"The anatomist ought never to emulate the painter; nor in his accurate dissections and portraitures of the smaller parts of the human body, pretend to give his figures any graceful and engaging attitude or expression. There is even something hideous, or at least minute, in the views of things which he presents; and it is necessary the objects should be set more at a distance, and be more covered up from sight, to make them engaging to the eye and imagination. An anatomist, however, is admirably fitted to give advice to a painter; and it is even impracticable to excel in the latter art without the assistance of the former."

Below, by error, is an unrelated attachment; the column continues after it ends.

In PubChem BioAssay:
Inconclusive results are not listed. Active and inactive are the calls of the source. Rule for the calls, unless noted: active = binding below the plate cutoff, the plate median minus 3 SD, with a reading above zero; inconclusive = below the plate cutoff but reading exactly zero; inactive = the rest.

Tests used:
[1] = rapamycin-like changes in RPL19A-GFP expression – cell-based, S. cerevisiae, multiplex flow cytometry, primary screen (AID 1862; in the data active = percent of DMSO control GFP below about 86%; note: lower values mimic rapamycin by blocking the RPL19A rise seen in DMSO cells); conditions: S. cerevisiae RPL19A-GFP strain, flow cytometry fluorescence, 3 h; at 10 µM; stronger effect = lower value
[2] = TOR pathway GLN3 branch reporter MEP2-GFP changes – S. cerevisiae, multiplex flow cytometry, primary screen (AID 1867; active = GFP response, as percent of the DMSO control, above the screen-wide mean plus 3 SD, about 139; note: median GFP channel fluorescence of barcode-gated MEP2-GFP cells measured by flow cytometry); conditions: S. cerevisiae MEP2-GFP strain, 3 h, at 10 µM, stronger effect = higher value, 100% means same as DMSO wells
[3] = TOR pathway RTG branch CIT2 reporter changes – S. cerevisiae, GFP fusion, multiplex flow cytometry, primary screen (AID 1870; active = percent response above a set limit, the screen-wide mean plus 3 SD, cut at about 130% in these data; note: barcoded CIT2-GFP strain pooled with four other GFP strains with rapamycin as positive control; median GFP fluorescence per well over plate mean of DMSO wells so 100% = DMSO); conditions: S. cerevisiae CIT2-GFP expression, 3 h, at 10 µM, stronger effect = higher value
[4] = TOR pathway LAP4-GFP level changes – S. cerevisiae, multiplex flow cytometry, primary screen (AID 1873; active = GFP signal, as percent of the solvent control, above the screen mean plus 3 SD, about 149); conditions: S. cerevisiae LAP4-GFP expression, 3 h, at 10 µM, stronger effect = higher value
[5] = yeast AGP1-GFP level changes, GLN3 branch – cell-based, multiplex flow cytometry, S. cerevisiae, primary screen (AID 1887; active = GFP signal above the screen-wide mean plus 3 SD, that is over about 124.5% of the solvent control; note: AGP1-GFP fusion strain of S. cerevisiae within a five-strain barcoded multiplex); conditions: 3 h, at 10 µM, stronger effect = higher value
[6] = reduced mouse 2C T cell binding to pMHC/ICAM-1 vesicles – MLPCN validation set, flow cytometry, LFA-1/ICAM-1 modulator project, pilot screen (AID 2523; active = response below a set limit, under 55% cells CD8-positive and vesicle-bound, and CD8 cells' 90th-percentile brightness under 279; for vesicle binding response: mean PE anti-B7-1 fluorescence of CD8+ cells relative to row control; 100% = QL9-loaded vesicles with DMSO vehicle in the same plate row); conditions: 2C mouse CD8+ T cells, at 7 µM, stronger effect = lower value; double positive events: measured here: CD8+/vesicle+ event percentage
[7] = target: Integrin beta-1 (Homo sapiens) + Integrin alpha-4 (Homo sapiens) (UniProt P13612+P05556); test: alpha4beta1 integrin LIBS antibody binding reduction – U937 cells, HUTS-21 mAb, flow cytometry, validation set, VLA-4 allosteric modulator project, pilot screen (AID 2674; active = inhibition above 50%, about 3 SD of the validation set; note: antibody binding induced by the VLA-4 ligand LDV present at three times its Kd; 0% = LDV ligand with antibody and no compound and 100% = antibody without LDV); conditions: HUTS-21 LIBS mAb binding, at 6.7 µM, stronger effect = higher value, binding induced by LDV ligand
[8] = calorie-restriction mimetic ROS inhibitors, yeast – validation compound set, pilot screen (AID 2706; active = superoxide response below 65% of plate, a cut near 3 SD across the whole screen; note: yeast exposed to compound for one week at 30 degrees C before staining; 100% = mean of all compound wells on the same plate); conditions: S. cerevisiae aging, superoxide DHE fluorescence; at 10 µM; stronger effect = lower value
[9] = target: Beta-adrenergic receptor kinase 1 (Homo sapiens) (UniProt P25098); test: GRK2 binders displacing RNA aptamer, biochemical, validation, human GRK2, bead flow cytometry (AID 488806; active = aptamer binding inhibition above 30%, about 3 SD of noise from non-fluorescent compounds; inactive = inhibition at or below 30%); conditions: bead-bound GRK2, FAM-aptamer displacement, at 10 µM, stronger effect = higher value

— Hume, David (1711-1776)
David Hume, A Treatise of Human Nature. Being an Attempt to Introduce the Experimental Method of Reasoning into Moral Subjects. 3 vols. (London: Printed for John Noon, 1739; Thomas Longman, 1740). <Link to ESTC><Link to ECCO> <Link to OLL>
Reading David Hume, A Treatise of Human Nature, eds. D. F. and M. J. Norton (Oxford: OUP, 2000).